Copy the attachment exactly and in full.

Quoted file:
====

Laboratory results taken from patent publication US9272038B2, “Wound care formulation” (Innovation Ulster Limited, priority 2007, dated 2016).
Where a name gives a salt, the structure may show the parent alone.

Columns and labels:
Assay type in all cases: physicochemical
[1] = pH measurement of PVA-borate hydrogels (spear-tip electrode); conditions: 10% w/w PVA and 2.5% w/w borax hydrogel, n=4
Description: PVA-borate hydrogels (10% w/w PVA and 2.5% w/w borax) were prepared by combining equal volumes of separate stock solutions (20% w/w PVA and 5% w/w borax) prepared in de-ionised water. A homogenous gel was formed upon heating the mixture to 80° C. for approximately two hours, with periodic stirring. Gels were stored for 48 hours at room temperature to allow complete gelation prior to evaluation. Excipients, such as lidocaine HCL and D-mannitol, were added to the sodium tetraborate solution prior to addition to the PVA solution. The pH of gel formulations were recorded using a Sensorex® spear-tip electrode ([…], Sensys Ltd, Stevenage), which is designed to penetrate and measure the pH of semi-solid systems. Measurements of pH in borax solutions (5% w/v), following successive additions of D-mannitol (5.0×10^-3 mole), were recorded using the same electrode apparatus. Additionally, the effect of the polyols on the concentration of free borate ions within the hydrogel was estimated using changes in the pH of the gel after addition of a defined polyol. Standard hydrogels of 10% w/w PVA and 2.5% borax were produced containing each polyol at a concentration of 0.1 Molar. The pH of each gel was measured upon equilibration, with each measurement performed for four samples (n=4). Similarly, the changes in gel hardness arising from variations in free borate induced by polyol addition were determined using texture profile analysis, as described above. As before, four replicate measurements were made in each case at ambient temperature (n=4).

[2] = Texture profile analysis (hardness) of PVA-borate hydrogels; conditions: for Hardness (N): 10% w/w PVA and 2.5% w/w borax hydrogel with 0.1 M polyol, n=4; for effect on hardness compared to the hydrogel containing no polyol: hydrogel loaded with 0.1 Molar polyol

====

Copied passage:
Laboratory results taken from patent publication US9272038B2, “Wound care formulation” (Innovation Ulster Limited, priority 2007, dated 2016).
Where a name gives a salt, the structure may show the parent alone.

Columns and labels:
Assay type in all cases: physicochemical
[1] = pH measurement of PVA-borate hydrogels (spear-tip electrode); conditions: 10% w/w PVA and 2.5% w/w borax hydrogel, n=4
Description: PVA-borate hydrogels (10% w/w PVA and 2.5% w/w borax) were prepared by combining equal volumes of separate stock solutions (20% w/w PVA and 5% w/w borax) prepared in de-ionised water. A homogenous gel was formed upon heating the mixture to 80° C. for approximately two hours, with periodic stirring. Gels were stored for 48 hours at room temperature to allow complete gelation prior to evaluation. Excipients, such as lidocaine HCL and D-mannitol, were added to the sodium tetraborate solution prior to addition to the PVA solution. The pH of gel formulations were recorded using a Sensorex® spear-tip electrode ([…], Sensys Ltd, Stevenage), which is designed to penetrate and measure the pH of semi-solid systems. Measurements of pH in borax solutions (5% w/v), following successive additions of D-mannitol (5.0×10^-3 mole), were recorded using the same electrode apparatus. Additionally, the effect of the polyols on the concentration of free borate ions within the hydrogel was estimated using changes in the pH of the gel after addition of a defined polyol. Standard hydrogels of 10% w/w PVA and 2.5% borax were produced containing each polyol at a concentration of 0.1 Molar. The pH of each gel was measured upon equilibration, with each measurement performed for four samples (n=4). Similarly, the changes in gel hardness arising from variations in free borate induced by polyol addition were determined using texture profile analysis, as described above. As before, four replicate measurements were made in each case at ambient temperature (n=4).

[2] = Texture profile analysis (hardness) of PVA-borate hydrogels; conditions: for Hardness (N): 10% w/w PVA and 2.5% w/w borax hydrogel with 0.1 M polyol, n=4; for effect on hardness compared to the hydrogel containing no polyol: hydrogel loaded with 0.1 Molar polyol